October 8, 2019
By Paige Pokorney
In September, the District convened its second annual Maternal & Infant Health Summit, where local residents, elected officials, health and education officials, and community partners gathered to discuss the state of maternal and infant health and early childhood development in D.C.
Among discussions of innovations and emerging issues in the health and well-being of the District’s mothers and young children, consensus was clear that successful pregnancies and healthy babies can be supported with good nutrition.
In the District in 2018, 20.8 percent of infants and toddlers lived in poverty, and the low or very low food insecurity rate was 19.91 percent — conditions that jeopardize mothers’ and young children’s access to nutritious food. Fortunately, the Special Supplemental Nutrition Assistance Program for Women, Infants, and Children (WIC), the Supplemental Nutrition Assistance Program (SNAP), and the Child and Adult Care Food Program (CACFP) form a safety net that helps women and their families in D.C. and beyond eat well and maintain and improve their health.
In 2018, SNAP and WIC lifted, respectively, 3.1 million people and 275,000 people out of poverty through food assistance and other resources and services. CACFP ensures childcare centers and family care homes have the capacity to serve nutritious meals to infants and toddlers. Together, these three programs help improve economic and food security, which are associated with enhanced dietary intake, less vulnerability to obesity, better learning and development outcomes, and improved birth outcomes.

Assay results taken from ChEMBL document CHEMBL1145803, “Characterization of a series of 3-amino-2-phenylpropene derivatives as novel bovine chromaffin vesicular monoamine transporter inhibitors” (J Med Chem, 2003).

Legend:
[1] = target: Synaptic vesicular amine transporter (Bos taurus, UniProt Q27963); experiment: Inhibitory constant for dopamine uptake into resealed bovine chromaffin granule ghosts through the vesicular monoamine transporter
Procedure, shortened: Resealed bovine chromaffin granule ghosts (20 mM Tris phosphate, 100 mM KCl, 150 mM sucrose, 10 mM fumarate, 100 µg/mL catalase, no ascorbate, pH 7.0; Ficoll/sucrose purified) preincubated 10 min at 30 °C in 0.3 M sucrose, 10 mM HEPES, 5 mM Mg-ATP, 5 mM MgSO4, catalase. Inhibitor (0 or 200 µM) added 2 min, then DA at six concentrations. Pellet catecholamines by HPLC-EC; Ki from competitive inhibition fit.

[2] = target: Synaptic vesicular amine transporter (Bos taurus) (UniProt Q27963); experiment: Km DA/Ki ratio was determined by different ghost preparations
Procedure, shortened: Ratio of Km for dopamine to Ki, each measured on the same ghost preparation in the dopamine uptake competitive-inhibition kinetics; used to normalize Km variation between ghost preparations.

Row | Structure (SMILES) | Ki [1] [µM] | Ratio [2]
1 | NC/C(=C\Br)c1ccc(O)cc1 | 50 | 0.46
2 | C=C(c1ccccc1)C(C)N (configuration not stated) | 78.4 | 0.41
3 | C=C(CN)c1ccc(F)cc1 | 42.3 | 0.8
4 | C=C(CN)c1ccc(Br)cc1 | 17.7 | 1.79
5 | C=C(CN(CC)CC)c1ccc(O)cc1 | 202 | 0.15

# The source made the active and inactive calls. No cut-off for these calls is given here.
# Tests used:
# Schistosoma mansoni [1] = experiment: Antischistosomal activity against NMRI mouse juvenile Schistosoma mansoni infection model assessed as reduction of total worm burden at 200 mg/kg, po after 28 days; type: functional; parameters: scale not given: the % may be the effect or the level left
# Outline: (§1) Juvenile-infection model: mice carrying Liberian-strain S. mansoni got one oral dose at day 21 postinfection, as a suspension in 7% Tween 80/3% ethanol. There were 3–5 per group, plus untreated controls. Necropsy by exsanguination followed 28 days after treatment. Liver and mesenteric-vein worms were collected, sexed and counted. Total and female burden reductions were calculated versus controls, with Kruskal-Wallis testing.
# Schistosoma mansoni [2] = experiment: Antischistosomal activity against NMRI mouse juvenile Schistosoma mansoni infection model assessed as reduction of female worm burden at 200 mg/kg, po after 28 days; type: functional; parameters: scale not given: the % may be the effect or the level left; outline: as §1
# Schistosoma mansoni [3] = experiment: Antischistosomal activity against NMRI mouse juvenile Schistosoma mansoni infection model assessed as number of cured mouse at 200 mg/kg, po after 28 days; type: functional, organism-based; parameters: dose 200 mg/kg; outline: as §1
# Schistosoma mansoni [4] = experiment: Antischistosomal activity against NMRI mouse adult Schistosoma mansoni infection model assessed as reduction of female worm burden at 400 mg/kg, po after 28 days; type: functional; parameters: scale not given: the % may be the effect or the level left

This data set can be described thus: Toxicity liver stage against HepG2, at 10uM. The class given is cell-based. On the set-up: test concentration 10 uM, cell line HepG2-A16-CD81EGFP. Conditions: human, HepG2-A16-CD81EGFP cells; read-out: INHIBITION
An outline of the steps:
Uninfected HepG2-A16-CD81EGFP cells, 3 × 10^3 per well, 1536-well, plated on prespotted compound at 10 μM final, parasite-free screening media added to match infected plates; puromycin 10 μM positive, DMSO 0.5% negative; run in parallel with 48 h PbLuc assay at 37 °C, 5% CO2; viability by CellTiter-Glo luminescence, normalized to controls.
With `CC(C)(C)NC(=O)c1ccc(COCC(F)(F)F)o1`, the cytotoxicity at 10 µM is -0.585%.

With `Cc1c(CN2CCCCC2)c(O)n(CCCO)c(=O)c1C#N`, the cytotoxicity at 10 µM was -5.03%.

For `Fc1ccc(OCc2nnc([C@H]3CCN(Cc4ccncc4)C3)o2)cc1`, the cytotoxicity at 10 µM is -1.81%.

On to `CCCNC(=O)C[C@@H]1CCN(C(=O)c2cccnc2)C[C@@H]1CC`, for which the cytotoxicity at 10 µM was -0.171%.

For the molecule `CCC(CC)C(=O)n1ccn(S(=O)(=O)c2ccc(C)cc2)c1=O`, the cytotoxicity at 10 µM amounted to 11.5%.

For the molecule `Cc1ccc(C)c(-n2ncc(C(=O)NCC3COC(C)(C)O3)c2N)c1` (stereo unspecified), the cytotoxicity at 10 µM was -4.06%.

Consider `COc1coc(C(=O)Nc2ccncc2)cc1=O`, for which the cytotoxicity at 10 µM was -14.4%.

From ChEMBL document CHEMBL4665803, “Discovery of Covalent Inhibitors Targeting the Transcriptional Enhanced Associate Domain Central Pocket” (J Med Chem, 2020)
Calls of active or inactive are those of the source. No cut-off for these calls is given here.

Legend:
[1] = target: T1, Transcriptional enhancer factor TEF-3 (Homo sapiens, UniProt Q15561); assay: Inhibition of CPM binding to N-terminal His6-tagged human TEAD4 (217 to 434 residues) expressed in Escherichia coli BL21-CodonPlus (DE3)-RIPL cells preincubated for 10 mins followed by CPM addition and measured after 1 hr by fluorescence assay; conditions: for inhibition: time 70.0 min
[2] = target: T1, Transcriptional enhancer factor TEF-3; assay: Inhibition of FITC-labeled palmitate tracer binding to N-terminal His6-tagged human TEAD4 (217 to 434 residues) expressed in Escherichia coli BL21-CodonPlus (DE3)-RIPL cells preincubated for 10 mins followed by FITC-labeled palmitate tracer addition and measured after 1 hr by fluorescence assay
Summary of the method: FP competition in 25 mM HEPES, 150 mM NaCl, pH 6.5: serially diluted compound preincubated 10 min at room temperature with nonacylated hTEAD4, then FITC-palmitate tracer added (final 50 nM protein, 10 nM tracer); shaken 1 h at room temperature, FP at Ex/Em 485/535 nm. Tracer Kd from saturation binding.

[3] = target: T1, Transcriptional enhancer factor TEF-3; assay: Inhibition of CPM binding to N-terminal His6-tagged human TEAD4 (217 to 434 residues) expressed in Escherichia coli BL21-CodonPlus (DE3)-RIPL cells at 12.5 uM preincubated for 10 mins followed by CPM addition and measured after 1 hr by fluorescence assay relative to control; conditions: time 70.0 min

The importance of connecting more eligible women and young children to the federal nutrition programs was highlighted during the Summit. While speaking on a panel on improving healthy food access for District families, Beverley Wheeler, the director of D.C. Hunger Solutions, called for more program streamlining: “When a woman is on Medicaid and has a baby in a hospital, let’s sign her up for WIC and SNAP right then and there so she doesn’t have to juggle diapers, strollers, and buses to get access to resources.”
Research confirms that good nutrition in the first five years of a child’s life can help support healthy brain development, lead to positive health outcomes, decrease vulnerability to the development of behavioral and emotional problems, and boost academic achievement. Given this, the District must do more to ensure all eligible women, infants, and young children have access to the federal nutrition safety net. First steps, such as funding the WIC Expansion Act, are promising, but more must be done to improve both WIC and CACFP outreach and participation rates. For example, DC Health has the opportunity to improve WIC retention by replacing existing paper food vouchers with electronic benefits transfer (EBT) cards. In the words of Wheeler, “[D.C.] is too powerful, too big, and too bad to have our kids go hungry.” Let’s take the energy ignited at last month’s Summit to ensure all women and babies have healthy starts and healthy lives.